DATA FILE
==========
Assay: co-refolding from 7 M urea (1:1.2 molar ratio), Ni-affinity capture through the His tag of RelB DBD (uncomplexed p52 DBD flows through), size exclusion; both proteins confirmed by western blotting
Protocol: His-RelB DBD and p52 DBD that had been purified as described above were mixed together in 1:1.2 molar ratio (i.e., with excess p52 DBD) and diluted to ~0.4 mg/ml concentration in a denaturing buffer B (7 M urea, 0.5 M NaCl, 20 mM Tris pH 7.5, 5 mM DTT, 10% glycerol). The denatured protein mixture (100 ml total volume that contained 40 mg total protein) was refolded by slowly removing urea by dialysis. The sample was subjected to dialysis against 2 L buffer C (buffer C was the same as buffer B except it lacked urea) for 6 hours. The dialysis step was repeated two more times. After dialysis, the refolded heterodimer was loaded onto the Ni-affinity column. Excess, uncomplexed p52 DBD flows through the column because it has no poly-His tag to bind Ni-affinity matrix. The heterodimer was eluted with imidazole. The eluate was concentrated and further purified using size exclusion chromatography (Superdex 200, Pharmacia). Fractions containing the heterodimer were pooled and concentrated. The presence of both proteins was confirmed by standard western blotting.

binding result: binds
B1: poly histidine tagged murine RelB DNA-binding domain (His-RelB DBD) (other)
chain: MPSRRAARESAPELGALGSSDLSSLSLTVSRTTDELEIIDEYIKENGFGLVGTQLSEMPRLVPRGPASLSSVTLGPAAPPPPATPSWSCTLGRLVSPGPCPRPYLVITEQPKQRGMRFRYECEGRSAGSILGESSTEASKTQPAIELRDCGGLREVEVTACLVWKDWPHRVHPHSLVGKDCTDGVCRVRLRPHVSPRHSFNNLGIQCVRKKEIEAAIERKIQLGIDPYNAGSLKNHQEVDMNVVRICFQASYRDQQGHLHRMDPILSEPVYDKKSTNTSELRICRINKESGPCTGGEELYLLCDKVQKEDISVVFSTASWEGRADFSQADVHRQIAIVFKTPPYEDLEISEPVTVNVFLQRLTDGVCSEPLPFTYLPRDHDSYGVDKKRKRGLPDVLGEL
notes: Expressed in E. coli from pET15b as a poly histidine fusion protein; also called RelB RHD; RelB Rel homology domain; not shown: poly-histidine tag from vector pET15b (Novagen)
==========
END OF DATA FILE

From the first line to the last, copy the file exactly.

Assay: co-refolding from 7 M urea (1:1.2 molar ratio), Ni-affinity capture through the His tag of RelB DBD (uncomplexed p52 DBD flows through), size exclusion; both proteins confirmed by western blotting
Protocol: His-RelB DBD and p52 DBD that had been purified as described above were mixed together in 1:1.2 molar ratio (i.e., with excess p52 DBD) and diluted to ~0.4 mg/ml concentration in a denaturing buffer B (7 M urea, 0.5 M NaCl, 20 mM Tris pH 7.5, 5 mM DTT, 10% glycerol). The denatured protein mixture (100 ml total volume that contained 40 mg total protein) was refolded by slowly removing urea by dialysis. The sample was subjected to dialysis against 2 L buffer C (buffer C was the same as buffer B except it lacked urea) for 6 hours. The dialysis step was repeated two more times. After dialysis, the refolded heterodimer was loaded onto the Ni-affinity column. Excess, uncomplexed p52 DBD flows through the column because it has no poly-His tag to bind Ni-affinity matrix. The heterodimer was eluted with imidazole. The eluate was concentrated and further purified using size exclusion chromatography (Superdex 200, Pharmacia). Fractions containing the heterodimer were pooled and concentrated. The presence of both proteins was confirmed by standard western blotting.

binding result: binds
B1: poly histidine tagged murine RelB DNA-binding domain (His-RelB DBD) (other)
chain: MPSRRAARESAPELGALGSSDLSSLSLTVSRTTDELEIIDEYIKENGFGLVGTQLSEMPRLVPRGPASLSSVTLGPAAPPPPATPSWSCTLGRLVSPGPCPRPYLVITEQPKQRGMRFRYECEGRSAGSILGESSTEASKTQPAIELRDCGGLREVEVTACLVWKDWPHRVHPHSLVGKDCTDGVCRVRLRPHVSPRHSFNNLGIQCVRKKEIEAAIERKIQLGIDPYNAGSLKNHQEVDMNVVRICFQASYRDQQGHLHRMDPILSEPVYDKKSTNTSELRICRINKESGPCTGGEELYLLCDKVQKEDISVVFSTASWEGRADFSQADVHRQIAIVFKTPPYEDLEISEPVTVNVFLQRLTDGVCSEPLPFTYLPRDHDSYGVDKKRKRGLPDVLGEL
notes: Expressed in E. coli from pET15b as a poly histidine fusion protein; also called RelB RHD; RelB Rel homology domain; not shown: poly-histidine tag from vector pET15b (Novagen)